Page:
Sir Isaac Newton was a cleaver old chap. You know, inventing gravity and all that jazz. He didn't however know that he was going to come up against the wit of the likes of Sir Thomas Telford or any of the other remarkable engineers on the 18th and 19th Century. They defied the laws of gravity by using the power of physics and cunning, so cunning, that they could have received an honorary degree in cunning from the University of Cunningness. These giants of our engineering and scientific heritage have helped Ruffian summit mountains and cross land through the Crinan Canal.
It was with a happy heart that we slipped lines in Tarbert and spent the day dodging showers, squalls and hail storms on our way to the southern entrance of the Crinan Canal at Ardrishaig. All those that we left behind in Tarbert must have laughed at us, but little did they know that we'd manage to outrun all the shocking weather to the south and sail in glorious sunshine downwind for the whole day. The problem with Ardrishaig is that mooring can only be performed 100 yards inland and that meant negotiating our first sea loch.
The theory of locks is all very simple. There is a door at one end which is shut, you drive the boat in and the door behind you is then shut. The first door is then opened, the lock fills with water, the boat rises and hey presto, 10 tonnes of boat is now at the same level as land. It doesn't feel so simple, straightforward or safe when that 10 tonnes of boat, is your home and passport to new adventures.
We drove Ruffian into the lock, at which point the lock keeper briefed us on its operation and introduced himself as Biscuit, why Biscuit no-one, including Biscuit himself knows. He only knows that it gave him the excuse to nickname is son Crumb. Brilliant! Anyway, on with the locks, surprisingly enough the application of the operation was simple and suddenly, after being surrounded by foaming angry water for 30 seconds, Ruffian was looking down on the sea. This we just had to perform another 12 times.
As a thank you gift for his hep we gave Biscuit some Cadburys Mini Eggs and word and clearly spread of this. At every loch we found keepers willing and happy to help and who seemed as concerned at the safety of our home as they did their locks. So out went the Mini Eggs to each keeper and the help just kept coming. So much so that we transited 12 locks in only 4 hours. Unheard of progress. The only issue with this rapid progress and all the sound of running water around the boat and over the locks, was that Fiona was becoming increasing desperate to visit the little girls room. When we exited the final loch before the sea loch Fiona had blessed relief, so much so that she came out of the little girls room covered in goose bumps and with a massive grin on her face.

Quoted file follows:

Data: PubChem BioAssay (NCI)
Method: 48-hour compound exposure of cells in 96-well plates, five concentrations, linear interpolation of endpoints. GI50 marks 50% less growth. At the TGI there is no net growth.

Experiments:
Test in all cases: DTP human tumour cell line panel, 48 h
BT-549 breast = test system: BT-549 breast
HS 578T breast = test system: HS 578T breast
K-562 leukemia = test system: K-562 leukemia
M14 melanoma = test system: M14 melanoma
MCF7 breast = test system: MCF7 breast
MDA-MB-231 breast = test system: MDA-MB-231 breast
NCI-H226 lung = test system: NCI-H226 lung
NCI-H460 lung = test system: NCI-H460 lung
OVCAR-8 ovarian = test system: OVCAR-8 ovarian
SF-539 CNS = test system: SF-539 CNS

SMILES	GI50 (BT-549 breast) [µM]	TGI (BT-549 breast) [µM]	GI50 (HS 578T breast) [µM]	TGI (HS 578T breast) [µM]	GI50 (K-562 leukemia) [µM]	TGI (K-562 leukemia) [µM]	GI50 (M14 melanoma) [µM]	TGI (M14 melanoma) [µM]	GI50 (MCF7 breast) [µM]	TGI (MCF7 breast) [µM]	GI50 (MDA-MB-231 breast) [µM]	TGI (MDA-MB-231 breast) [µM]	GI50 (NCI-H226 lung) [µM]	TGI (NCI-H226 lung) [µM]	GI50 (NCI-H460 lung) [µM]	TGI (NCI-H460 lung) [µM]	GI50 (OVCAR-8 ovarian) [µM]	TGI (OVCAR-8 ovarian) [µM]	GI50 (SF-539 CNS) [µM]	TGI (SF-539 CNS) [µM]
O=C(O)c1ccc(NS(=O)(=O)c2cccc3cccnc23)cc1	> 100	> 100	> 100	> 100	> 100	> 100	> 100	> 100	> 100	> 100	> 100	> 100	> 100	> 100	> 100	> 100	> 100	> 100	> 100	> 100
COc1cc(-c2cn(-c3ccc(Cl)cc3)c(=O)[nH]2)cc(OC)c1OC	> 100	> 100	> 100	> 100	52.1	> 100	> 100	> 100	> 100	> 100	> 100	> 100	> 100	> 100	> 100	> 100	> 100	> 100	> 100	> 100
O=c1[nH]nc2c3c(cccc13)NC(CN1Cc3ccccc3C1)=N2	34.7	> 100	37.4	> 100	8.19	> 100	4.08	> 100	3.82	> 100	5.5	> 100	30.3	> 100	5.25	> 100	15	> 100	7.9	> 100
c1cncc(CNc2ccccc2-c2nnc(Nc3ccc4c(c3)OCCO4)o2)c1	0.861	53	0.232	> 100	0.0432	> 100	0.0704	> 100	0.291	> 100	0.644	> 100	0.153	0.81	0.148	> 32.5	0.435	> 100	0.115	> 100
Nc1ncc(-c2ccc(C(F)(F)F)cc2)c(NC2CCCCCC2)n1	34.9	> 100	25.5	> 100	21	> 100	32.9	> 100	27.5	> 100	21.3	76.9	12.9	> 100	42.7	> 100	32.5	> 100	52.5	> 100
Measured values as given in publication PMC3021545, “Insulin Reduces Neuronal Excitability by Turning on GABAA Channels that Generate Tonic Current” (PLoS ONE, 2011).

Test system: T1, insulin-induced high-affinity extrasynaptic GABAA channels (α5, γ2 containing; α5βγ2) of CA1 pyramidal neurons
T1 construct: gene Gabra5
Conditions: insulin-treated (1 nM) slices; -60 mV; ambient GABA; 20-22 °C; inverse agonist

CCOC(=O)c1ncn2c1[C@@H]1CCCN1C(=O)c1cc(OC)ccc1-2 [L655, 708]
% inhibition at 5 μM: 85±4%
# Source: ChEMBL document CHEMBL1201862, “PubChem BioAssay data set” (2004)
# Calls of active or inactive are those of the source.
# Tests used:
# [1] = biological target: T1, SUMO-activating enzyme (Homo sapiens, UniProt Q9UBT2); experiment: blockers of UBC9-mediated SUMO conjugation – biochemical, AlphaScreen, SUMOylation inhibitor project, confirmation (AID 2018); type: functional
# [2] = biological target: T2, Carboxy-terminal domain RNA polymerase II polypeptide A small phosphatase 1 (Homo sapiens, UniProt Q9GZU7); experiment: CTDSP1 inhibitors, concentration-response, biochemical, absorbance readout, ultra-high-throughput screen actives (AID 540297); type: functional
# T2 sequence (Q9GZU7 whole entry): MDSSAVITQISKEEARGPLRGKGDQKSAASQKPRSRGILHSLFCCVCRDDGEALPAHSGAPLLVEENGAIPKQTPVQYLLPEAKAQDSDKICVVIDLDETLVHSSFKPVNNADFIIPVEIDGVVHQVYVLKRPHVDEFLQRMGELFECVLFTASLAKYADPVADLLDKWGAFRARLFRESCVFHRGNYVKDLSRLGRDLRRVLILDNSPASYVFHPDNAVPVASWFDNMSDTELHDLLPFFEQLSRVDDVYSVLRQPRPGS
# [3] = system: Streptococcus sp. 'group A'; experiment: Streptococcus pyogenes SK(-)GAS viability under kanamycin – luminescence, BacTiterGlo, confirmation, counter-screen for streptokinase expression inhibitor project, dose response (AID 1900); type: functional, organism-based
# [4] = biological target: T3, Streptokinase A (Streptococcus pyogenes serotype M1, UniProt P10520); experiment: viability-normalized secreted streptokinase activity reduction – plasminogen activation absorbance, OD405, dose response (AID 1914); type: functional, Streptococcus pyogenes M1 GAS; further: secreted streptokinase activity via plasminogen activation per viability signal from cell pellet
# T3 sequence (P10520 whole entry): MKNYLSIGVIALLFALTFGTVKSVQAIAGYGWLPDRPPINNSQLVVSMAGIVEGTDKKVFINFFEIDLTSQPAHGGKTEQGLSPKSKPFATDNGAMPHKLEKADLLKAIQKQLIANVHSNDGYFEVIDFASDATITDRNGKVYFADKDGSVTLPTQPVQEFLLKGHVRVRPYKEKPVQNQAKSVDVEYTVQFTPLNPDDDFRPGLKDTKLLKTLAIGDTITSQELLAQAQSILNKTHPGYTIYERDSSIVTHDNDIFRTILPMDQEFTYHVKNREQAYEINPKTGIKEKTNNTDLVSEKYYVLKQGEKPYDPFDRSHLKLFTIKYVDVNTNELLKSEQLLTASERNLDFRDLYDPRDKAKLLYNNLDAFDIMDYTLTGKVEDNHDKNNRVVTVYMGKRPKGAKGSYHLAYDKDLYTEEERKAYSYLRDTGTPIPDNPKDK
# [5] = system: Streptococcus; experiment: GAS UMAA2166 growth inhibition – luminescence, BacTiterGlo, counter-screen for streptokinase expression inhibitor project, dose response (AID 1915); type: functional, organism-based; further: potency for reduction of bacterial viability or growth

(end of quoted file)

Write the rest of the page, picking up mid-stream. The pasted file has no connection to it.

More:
So a big thank you has to go out to all the guys on the locks who helped us and Fiona for successfully piloting Ruffian downwind safely and speedily though 13 walls of stone.
Whilst we are in an area of freshwater we have taken the opportunity to calibrate our instruments. We know that whilst in the canal there is next to no tide and we can finally match out boatspeed numbers with our speed over the ground numbers. This will help us in many ways such as being able to be sure of the direction and strength of tide, to Iain making sure the boat is running at peak performance. We also hope that the freshwater will be killing all the slime that's sitting on Ruffian's hull and so tomorrow we'll be giving here a good scrub under the water.
We plan to be in the Crinan for 2 nights with a view to exiting into the cruising mecca on Friday and continuing our journey north. So if that mecca if going to be the next chapter in our adventure then the Crinan so far has proved to be an excellent prequel.
We have also worked out how this google earth antics works and you can download our track here. It's not 100% live and we need to manually update it but it'll give you an idea as to exactly where we are and where we've been. please let us know if you find this interesting and of use.
Yes I know that I should have popped the chute.
It makes a nice change to sail downhill.
The relief as we are fthrough the first sea lock.
Ruffian sitting above the sea.
Our plotter giving an interesting view.
Water water everywhere.
Locks upon locks upon locks upon locks.
Happily tied up after an exciting day.
and so to bed.......
Our google earth mapping. Use the link at the top to download our track and links.